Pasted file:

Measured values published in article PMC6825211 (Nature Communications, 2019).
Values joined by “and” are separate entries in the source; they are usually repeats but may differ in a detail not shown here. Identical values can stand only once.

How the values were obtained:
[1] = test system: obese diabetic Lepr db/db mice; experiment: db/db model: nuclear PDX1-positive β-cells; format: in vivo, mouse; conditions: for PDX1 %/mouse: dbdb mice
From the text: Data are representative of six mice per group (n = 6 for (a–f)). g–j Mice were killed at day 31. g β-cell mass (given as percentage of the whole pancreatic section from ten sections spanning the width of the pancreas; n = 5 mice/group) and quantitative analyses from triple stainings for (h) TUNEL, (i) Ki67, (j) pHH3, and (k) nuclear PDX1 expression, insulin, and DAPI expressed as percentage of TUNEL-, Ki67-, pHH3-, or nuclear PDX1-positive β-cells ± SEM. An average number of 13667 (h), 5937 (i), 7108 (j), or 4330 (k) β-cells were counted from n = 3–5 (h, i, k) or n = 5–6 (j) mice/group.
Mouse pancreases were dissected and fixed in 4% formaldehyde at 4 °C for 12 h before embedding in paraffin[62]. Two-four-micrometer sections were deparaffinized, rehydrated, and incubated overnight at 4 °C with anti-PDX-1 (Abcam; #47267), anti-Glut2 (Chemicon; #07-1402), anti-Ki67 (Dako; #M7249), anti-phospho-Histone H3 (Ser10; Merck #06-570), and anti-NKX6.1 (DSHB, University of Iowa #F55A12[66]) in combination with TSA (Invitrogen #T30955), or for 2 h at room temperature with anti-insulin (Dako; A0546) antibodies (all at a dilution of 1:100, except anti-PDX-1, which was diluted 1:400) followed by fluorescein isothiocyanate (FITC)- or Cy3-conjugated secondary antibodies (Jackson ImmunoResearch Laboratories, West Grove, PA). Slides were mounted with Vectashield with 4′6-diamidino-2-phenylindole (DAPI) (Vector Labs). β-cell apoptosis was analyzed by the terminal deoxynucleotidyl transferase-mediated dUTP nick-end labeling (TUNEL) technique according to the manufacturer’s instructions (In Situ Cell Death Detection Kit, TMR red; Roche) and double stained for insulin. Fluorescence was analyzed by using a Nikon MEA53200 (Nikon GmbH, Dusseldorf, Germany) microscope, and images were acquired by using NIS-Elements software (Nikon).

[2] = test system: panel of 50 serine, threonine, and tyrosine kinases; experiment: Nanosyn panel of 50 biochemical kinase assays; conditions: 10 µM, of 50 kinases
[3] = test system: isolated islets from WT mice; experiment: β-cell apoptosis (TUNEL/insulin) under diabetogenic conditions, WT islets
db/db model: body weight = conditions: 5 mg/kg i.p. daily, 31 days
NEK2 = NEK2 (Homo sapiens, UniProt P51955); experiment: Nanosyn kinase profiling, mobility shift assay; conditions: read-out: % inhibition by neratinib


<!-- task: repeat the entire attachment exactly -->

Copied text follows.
Measured values published in article PMC6825211 (Nature Communications, 2019).
Values joined by “and” are separate entries in the source; they are usually repeats but may differ in a detail not shown here. Identical values can stand only once.

How the values were obtained:
[1] = test system: obese diabetic Lepr db/db mice; experiment: db/db model: nuclear PDX1-positive β-cells; format: in vivo, mouse; conditions: for PDX1 %/mouse: dbdb mice
From the text: Data are representative of six mice per group (n = 6 for (a–f)). g–j Mice were killed at day 31. g β-cell mass (given as percentage of the whole pancreatic section from ten sections spanning the width of the pancreas; n = 5 mice/group) and quantitative analyses from triple stainings for (h) TUNEL, (i) Ki67, (j) pHH3, and (k) nuclear PDX1 expression, insulin, and DAPI expressed as percentage of TUNEL-, Ki67-, pHH3-, or nuclear PDX1-positive β-cells ± SEM. An average number of 13667 (h), 5937 (i), 7108 (j), or 4330 (k) β-cells were counted from n = 3–5 (h, i, k) or n = 5–6 (j) mice/group.
Mouse pancreases were dissected and fixed in 4% formaldehyde at 4 °C for 12 h before embedding in paraffin[62]. Two-four-micrometer sections were deparaffinized, rehydrated, and incubated overnight at 4 °C with anti-PDX-1 (Abcam; #47267), anti-Glut2 (Chemicon; #07-1402), anti-Ki67 (Dako; #M7249), anti-phospho-Histone H3 (Ser10; Merck #06-570), and anti-NKX6.1 (DSHB, University of Iowa #F55A12[66]) in combination with TSA (Invitrogen #T30955), or for 2 h at room temperature with anti-insulin (Dako; A0546) antibodies (all at a dilution of 1:100, except anti-PDX-1, which was diluted 1:400) followed by fluorescein isothiocyanate (FITC)- or Cy3-conjugated secondary antibodies (Jackson ImmunoResearch Laboratories, West Grove, PA). Slides were mounted with Vectashield with 4′6-diamidino-2-phenylindole (DAPI) (Vector Labs). β-cell apoptosis was analyzed by the terminal deoxynucleotidyl transferase-mediated dUTP nick-end labeling (TUNEL) technique according to the manufacturer’s instructions (In Situ Cell Death Detection Kit, TMR red; Roche) and double stained for insulin. Fluorescence was analyzed by using a Nikon MEA53200 (Nikon GmbH, Dusseldorf, Germany) microscope, and images were acquired by using NIS-Elements software (Nikon).

[2] = test system: panel of 50 serine, threonine, and tyrosine kinases; experiment: Nanosyn panel of 50 biochemical kinase assays; conditions: 10 µM, of 50 kinases
[3] = test system: isolated islets from WT mice; experiment: β-cell apoptosis (TUNEL/insulin) under diabetogenic conditions, WT islets
db/db model: body weight = conditions: 5 mg/kg i.p. daily, 31 days
NEK2 = NEK2 (Homo sapiens, UniProt P51955); experiment: Nanosyn kinase profiling, mobility shift assay; conditions: read-out: % inhibition by neratinib